Today, I ran across this article, and I found it interesting that many folks are discussing how “white hat hackers” could go about helping people by disclosing vulnerabilities before bad things happen.
There are so many things wrong with this idea, I will just riff on a few here, but I am sure you have your own list….
First off, the idea of a corp of benevolent hackers combing the web for leaks and vulnerabilities is mostly fiction. It’s impractical in terms of scale, scope and legality at best. All 3 of those issues are immediate faults.
But, let’s assume that we have a group of folks doing that. They face a significant issue – what do they do when they discover a leak or vulnerability? For DECADES, the security and hacking communities have been debating and riffing on disclosure mechanisms and notifications. There remains NO SINGLE UNIFIED MECHANISM for this. For example, let’s say you find a vulnerability in a US retail web site. You can try to report it to the site owners (who may not be friendly and may try to prosecute you…), you can try to find a responsible CERT or ISAC for that vertical (who may also not be overly friendly or responsive…) or you can go public with the issue (which is really likely to be unfriendly and may lead to prosecution…). How exactly, do these honorable “white hat hackers” win in this scenario? What is their incentive? What if that web site is outside of the US, say in Thailand, how does the picture change? What if it is in the “dark web”, who exactly do they notify (not likely to be law enforcement, again given the history of unfriendly responses…) and how? What if it is a critical infrastructure site – like let’s say it is an exposed Russian nuclear materials storage center – how do they report and handle that? How can they be assured that the problem will be fixed and not leveraged for some nation-state activity before it is reported or mitigated?
Sound complicated? IT IS… And, risky for most parties. Engaging in vulnerability hunting has it’s dangers and turning more folks loose on the Internet to hunt bugs and security issues also ups the risks for machines, companies and software already exposed to the Internet, since scan and probe traffic is likely to rise, and the skill sets of those hunting may not be commiserate with the complexity of the applications and deployments online. In other words, bad things may rise in frequency and severity, even as we seek to minimize them. Unintended consequences are certainly likely to emerge. This is a very complex system, so it is highly likely to be fragile in nature…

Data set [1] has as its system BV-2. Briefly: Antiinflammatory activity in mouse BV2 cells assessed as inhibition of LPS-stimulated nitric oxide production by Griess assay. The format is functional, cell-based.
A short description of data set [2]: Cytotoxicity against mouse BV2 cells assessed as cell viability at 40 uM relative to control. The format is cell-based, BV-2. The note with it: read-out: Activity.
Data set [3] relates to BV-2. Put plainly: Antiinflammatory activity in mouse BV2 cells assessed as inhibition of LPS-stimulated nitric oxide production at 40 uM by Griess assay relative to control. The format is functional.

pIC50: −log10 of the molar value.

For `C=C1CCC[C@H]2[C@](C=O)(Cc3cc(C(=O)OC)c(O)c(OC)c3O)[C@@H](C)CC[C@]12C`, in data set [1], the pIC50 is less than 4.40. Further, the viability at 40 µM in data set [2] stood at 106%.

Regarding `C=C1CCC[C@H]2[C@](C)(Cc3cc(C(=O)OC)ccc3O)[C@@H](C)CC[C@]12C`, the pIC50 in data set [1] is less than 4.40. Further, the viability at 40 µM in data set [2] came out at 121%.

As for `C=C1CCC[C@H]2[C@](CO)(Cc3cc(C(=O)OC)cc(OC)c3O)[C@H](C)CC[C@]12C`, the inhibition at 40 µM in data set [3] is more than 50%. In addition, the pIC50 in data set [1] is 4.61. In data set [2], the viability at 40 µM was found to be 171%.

Another issue is the idea of “before bad things happen”. This is often a fallacy. Just because someone brings a vulnerability to you doesn’t mean they are the only ones who know about it. Proof of this? Many times during our penetration testing, we find severe vulnerabilities exposed to the Internet, and when we exploit them – someone else already has and the box has been pwned for a long long time before us. Usually, completely unknown to the owners of the systems and their monitoring tools. At best, “before bad things happen” is wishful thinking. At worst, it’s another chance for organizations, governments and law enforcement to shoot the messenger.
Sadly, I don’t have the answers for these scenarios. But, I think it is fair for the community to discuss the questions. It’s not just Ashley Madison, it’s all of the past and future security issues out there. Someday, we are going to have to come up with some mechanism to make it easier for those who know of security issues. We also have to be very careful about calling for “white hat assistance” for the public at large. Like most things, we might simply be biting off more than we can chew…
Got thoughts on this? Let me know. You can find me on Twitter at @lbhuston.